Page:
Pattern Matching in APEX

Apex uses pattern matching and can be used for regular expressions – but the tests are from the Java Pattern class, see

The stages are :

  1. Build the regular expression and test it first
  2. Convert to a string
  3. Set up the code

Stage 1 – Build the regular expression and test it first

Let’s say you have an incoming file of strings of purchase orders that are always in the form of PO followed by 6 numbers but you also get extra text before and after. So the following are examples of incoming text:

  • PO123456 yyyy
  • abcde PO123456 fghi
  • abcedPO123456fghi
  • abcedPO123456/7890 is a useful site to try out your patterns, but this is fairly easy example in that we can see that there might be some initial text (or not) followed by PO and then 6 numbers and then perhaps some additional text. The central PO followed by 6 digits is easy looking at the java document above we need PO/d/d/d/d/d/d

We might have some characters after and a generic character match is . and we can use * to denote either zero or more occurrences – so .* will be any set of characters. Similarly .* at the front will help remove any characters before the PO. So .*PO\d\d\d\d\d\d.* will find PO preceded or followed by other characters. Entering the regular expression into the allows you to test various strings.

However there is an additional task because we want to pick out the PO number. We use brackets to highlight the information we actually want so .*(PO\d\d\d\d\d\d).* will pick (or group) out PO123456 from the rest of the information we do not need.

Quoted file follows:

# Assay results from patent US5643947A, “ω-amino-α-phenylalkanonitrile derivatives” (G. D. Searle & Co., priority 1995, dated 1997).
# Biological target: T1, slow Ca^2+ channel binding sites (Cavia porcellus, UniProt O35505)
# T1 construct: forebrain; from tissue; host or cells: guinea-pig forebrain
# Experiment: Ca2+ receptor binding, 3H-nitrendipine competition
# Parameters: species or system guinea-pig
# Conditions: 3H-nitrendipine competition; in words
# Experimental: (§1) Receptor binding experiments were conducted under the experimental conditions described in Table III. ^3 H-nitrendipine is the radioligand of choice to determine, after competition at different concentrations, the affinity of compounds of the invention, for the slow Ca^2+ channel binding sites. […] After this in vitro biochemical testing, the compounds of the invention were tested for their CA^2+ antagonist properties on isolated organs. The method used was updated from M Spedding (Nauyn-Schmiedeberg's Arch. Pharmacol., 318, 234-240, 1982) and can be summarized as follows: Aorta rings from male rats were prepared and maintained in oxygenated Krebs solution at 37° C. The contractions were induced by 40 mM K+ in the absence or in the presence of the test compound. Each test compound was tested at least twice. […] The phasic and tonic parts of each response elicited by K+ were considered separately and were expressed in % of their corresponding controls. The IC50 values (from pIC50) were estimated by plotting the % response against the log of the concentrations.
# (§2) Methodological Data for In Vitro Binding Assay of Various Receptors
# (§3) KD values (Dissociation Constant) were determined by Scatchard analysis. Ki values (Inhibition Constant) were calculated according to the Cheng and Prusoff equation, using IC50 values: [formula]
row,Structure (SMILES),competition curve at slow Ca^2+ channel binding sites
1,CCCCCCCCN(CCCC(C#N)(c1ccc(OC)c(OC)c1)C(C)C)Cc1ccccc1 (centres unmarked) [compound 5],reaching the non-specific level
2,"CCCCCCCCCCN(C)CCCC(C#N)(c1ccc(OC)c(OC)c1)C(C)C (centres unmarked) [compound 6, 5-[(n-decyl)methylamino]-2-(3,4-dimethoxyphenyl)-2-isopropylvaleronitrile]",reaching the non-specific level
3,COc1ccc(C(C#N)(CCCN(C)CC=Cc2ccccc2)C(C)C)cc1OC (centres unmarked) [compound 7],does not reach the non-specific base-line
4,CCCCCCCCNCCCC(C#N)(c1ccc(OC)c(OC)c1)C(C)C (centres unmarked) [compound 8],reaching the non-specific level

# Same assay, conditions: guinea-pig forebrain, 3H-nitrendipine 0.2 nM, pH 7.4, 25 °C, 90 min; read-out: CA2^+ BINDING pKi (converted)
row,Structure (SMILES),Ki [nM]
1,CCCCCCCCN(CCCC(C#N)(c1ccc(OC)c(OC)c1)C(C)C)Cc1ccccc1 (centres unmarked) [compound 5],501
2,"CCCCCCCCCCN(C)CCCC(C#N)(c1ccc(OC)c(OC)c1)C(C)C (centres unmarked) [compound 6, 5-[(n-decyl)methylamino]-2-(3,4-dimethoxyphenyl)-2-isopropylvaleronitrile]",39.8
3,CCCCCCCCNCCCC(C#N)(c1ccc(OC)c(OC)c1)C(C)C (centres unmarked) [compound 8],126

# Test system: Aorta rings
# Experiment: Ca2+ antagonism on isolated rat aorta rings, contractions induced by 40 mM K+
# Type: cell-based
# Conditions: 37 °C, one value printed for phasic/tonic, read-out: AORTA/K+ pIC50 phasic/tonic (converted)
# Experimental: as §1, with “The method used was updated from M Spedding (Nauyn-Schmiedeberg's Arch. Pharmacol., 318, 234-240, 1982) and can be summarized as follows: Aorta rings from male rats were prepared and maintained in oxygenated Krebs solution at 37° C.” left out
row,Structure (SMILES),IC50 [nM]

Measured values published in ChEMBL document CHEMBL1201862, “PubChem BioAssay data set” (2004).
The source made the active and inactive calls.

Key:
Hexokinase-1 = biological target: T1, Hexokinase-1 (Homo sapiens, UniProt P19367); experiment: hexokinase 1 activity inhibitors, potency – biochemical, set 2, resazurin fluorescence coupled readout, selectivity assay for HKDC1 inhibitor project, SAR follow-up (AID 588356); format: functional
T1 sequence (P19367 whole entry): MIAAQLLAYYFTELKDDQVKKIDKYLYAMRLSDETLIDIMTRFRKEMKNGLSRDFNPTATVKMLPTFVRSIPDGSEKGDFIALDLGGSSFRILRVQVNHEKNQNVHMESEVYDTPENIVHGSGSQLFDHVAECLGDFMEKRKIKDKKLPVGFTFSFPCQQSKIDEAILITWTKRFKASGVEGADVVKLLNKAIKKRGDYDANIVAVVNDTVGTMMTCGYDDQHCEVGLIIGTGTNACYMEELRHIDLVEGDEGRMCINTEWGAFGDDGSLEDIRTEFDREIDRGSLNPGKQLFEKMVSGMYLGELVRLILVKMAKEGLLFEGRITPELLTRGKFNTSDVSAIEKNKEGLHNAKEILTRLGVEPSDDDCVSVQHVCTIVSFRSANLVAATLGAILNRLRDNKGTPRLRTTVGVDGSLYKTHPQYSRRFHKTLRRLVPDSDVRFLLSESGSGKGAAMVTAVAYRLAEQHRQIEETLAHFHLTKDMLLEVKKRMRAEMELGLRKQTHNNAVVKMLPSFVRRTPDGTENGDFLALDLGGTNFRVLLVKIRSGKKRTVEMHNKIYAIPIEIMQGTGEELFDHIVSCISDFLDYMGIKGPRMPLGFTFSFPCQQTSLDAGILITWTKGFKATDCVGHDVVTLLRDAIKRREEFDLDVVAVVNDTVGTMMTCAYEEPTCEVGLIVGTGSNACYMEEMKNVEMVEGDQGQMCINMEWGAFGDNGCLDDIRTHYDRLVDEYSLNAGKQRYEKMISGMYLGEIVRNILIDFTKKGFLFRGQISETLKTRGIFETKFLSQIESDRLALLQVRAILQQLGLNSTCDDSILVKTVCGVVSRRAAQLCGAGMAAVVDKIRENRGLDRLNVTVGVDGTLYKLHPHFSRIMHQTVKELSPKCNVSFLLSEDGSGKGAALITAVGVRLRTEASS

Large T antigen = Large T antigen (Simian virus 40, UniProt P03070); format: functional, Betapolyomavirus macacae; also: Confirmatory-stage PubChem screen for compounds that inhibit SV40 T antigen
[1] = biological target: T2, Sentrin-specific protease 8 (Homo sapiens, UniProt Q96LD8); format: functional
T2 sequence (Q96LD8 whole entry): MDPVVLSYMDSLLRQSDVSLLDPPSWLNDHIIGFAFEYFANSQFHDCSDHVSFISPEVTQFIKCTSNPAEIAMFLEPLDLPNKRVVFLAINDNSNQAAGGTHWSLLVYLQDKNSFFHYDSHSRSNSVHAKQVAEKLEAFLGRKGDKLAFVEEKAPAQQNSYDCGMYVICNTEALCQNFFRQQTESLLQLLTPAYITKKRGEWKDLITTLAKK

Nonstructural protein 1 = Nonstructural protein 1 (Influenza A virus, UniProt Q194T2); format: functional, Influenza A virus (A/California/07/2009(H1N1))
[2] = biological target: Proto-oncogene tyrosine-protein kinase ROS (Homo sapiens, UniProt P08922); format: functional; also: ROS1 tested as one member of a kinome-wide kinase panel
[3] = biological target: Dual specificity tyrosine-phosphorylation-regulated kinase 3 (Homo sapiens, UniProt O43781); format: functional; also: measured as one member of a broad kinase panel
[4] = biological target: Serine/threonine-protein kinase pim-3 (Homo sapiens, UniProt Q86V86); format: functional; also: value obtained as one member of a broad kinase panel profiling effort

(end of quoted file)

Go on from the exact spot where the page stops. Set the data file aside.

Stage 2 – Convert to a string

In apex we will need a string of .*(PO\d\d\d\d\d\d).* but we cannot enter / directly and this will need escaping with / so / becomes // – which can make reading the code a bit difficult – our string will be .*(PO\\d\\d\\d\\d\\d\\d).*

Stage 3 – Set up the code

The Apex code is fairly straight forward – create a pattern to use, use the Matcher class to try your string against the pattern and then look at the results. Pattern.compile is the pattern we are using, The Matcher class is used to load the text we need against the pattern. Importantly the matches() function needs to be executed to actually run the pattern against the text. This will return true or false showing if there is a match. The group(1) function of the Matcher class can then be used to show the first matching group. If you have 2 or more groups then use group(2) etc.

// Setup the pattern (regex)
Pattern pat = Pattern.compile('.*(PO\\d\\d\\d\\d\\d\\d).*');

// use the Matcher class to put the input string into the pattern matcher
Matcher pmatch = pat.matcher('abcedPO123456fghi');

// run the matcher by executing the matches() function which will return a true or false for matches
if (pmatch.matches()) {
  system.debug('Found reg ex match');
} else {
  system.debug('No match');

There are different ways to use patterns and for instance \d\d\d\d\d\d can be replaced with \d{6} which means a digit that occurs exactly six times.

Here are some other examples

  • ([a-zA-Z0-9_-]{5,12}) to test for a password that is composed of letters a-z (upper or lower case), numbers 0-9 or a – or a _ so my-PASS_WORD would pass this test
  • (\d+)hrs\s(\d+)mins will extract the hours and minutes in the form 2hrs 30mins or 12hrs 5mins

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